Tina Drakeford is a PhD candidate in her fourth year at the Regis St. Michael’s Faculty of Theology. Her areas of interest are ecclesiology and Catholic education, and particularly how we might understand Catholic schools in Ontario as expressions of Church. Since 2006, Tina has also been blessed to serve in Catholic education as an elementary teacher, a special education teacher, and on board-level committees throughout her time in the public Catholic school system.
Sonal Castelino, xmcj is the Director of Campus Ministry at the University of St. Michael’s College.
On October 5th people gathered on the lawn of Christie Mansion to witness the unveiling of the white tent that mysteriously appeared in August.
As the cloth was removed the gathered saw the sculpture that is, at first, overwhelming, of multiple figures surging upwards from underground and a woman holding open a trap door. As we look closer, details begin to emerge: the figures take the form of almost 100 different individuals that are personified stories of human trafficking. There are figures of all ages from a newborn baby to child soldiers, forced beggars, migrant workers, and people who look just like you or me. The sculpture hosted by Regis College that sits on the Christie Mansion lawn is a replica of the original one that stands in the Vatican and was blessed by Pope Francis this past February. On that sunny October morning at the unveiling, artist Tim Schmalz spoke to those gathered and shared his inspiration for this work. The woman is St. Josephine Bakhita who, in the artist’s words, is an “African saint who was in a previous century a slave, opening up the underground to let modern-day slaves go free.”
The artist had previously created a sculpture, Angels Unawares, inspired by the refugee experience that was also installed in St. Peter’s Square by Pope Francis. So moving was this first piece that the Vatican requested a second piece addressing the issue of human trafficking. Let The Oppressed Go Free is the answer to that request. Schmalz describes this work as exploring the “horrifying scope” of human trafficking, something that is often invisible, affecting all nationalities and people from all circumstances in life. In particular, Schmalz highlighted that he included victims designed to appear “normal” to dispel the stereotype that the victims of human trafficking are always easily identifiable.
Another major inspiration for the final form of this work comes from words spoken by Pope Francis: “Human trafficking will always exist as long as it remains underground.” Let the Oppressed Go Free is a visual representation of the survivors of human trafficking literally being released from underground. But beyond this visual representation, we must move forward and ensure that the reality of human trafficking isn’t buried in whispered conversations but rather is spoken of boldly so that, equipped with knowledge, we can work for change and move towards justice.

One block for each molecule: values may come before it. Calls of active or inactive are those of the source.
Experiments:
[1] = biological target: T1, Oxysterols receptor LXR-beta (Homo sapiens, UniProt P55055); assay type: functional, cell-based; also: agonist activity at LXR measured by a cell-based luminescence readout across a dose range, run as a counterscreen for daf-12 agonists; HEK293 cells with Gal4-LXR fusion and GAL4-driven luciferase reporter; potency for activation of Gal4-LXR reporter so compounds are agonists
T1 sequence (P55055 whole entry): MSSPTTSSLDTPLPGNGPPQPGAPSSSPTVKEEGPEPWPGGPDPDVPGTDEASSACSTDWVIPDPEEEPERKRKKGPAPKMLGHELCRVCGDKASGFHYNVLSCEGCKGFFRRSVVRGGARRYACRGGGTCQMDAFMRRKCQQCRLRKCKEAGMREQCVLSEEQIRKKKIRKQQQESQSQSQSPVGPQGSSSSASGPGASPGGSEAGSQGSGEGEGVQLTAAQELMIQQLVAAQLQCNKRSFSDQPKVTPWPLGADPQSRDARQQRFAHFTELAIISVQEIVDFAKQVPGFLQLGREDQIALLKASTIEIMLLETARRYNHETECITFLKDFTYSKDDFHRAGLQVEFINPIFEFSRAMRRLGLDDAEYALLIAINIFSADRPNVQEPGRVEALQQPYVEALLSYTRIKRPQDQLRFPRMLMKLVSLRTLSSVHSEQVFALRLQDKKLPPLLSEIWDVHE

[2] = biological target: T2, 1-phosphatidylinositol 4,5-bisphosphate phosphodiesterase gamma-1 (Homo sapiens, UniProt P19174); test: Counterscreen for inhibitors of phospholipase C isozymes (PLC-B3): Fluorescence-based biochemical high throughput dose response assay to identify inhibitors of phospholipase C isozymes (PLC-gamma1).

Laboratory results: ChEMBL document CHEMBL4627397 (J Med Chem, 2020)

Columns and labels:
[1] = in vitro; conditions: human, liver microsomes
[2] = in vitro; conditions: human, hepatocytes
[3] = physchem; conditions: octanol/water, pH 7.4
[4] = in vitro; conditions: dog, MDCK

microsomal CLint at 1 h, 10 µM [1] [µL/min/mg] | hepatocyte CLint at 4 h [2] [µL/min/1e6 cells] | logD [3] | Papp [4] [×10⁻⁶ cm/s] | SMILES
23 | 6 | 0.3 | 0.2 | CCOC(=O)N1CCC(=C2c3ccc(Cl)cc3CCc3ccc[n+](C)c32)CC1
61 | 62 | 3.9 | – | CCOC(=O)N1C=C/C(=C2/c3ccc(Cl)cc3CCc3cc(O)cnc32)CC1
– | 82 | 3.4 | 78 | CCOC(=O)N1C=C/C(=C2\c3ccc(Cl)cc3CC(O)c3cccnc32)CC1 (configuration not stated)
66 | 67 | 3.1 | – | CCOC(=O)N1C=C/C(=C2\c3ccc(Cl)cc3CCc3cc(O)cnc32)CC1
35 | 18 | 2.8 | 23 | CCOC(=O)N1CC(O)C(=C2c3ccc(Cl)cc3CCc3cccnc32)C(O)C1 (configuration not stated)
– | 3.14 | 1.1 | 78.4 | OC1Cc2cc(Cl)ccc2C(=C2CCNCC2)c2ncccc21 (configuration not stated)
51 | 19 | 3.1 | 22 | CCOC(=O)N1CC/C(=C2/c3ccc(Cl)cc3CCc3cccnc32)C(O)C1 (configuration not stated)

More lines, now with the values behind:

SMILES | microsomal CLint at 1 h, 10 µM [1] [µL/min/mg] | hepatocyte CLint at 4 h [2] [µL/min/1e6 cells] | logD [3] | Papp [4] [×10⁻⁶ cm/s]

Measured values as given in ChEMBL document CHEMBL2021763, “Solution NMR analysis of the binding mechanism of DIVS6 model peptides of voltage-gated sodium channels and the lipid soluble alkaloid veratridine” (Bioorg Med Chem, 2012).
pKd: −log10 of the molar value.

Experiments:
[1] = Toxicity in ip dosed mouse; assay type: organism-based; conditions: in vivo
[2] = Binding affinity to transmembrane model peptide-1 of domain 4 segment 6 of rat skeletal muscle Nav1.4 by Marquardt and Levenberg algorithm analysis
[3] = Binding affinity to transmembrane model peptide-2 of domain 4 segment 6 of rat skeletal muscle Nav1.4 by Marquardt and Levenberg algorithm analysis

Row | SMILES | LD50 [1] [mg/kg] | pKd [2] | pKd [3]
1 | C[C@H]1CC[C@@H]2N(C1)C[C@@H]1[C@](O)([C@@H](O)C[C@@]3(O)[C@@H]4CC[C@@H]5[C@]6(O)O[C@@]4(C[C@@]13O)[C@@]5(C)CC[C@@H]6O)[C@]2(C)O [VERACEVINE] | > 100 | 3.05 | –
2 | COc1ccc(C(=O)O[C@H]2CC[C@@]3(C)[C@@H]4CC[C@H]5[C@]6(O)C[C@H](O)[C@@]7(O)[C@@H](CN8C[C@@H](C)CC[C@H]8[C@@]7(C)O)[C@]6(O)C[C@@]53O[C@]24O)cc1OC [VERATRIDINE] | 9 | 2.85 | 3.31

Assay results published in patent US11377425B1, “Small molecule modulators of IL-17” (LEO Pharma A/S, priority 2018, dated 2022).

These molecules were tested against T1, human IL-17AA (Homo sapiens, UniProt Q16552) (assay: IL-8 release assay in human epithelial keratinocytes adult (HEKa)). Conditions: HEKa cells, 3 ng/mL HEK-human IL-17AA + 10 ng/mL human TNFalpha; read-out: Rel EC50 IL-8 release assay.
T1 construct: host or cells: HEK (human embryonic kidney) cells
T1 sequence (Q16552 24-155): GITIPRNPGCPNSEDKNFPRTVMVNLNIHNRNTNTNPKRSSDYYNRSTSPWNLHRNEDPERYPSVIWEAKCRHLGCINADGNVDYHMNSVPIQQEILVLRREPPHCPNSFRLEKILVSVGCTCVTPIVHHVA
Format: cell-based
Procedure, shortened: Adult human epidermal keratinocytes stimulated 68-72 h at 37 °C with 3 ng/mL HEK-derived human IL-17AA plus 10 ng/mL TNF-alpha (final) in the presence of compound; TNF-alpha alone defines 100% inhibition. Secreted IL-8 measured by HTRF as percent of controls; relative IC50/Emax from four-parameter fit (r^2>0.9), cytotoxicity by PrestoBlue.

One of the ways this sculpture is helping to do that is through a school program that saw about 200 students from grades 7 through 10 visit the Regis and St. Michael’s campuses on October 24th. These students hailed from three schools in the Dufferin-Peel District School Board, including St. Josephine Bakhita Elementary School. The school program is being coordinated by representatives from St. Michael’s Campus Ministry and the Regis St. Michael’s Faculty of Theology. Both the elementary and secondary students had the opportunity to visit the sculpture, hear Schmalz speak about his work, and to learn about human trafficking. The secondary school students also participated in a migrant worker activity led by the Social Justice and Care for Creation ministries of the Sisters of St. Joseph that highlights human exploitation through the temporary foreign worker program in Canada, while the elementary students engaged in an art-based activity designed to deepen their understanding of agency and choice in grade-appropriate ways, facilitated by the Centre for Jesuits International.
In addition to the learning activities around human trafficking, students also had the opportunity to visit various stations throughout campus and explore pieces of art ranging from Schmalz’s other works, Homeless Jesus and the Dante Gardens, and the St. John’s Bible. Throughout the day, students were invited to consider ways they can make an impact in the world around them, and how God is calling each of us to work for justice for those who are oppressed.
Let the Oppressed Go Free is presently on loan here on the Christie Mansion lawn. We invite you to take some time to visit, to reflect, and to consider how we bring the issue of trafficking up from the underground and continue the work to let the oppressed go free.
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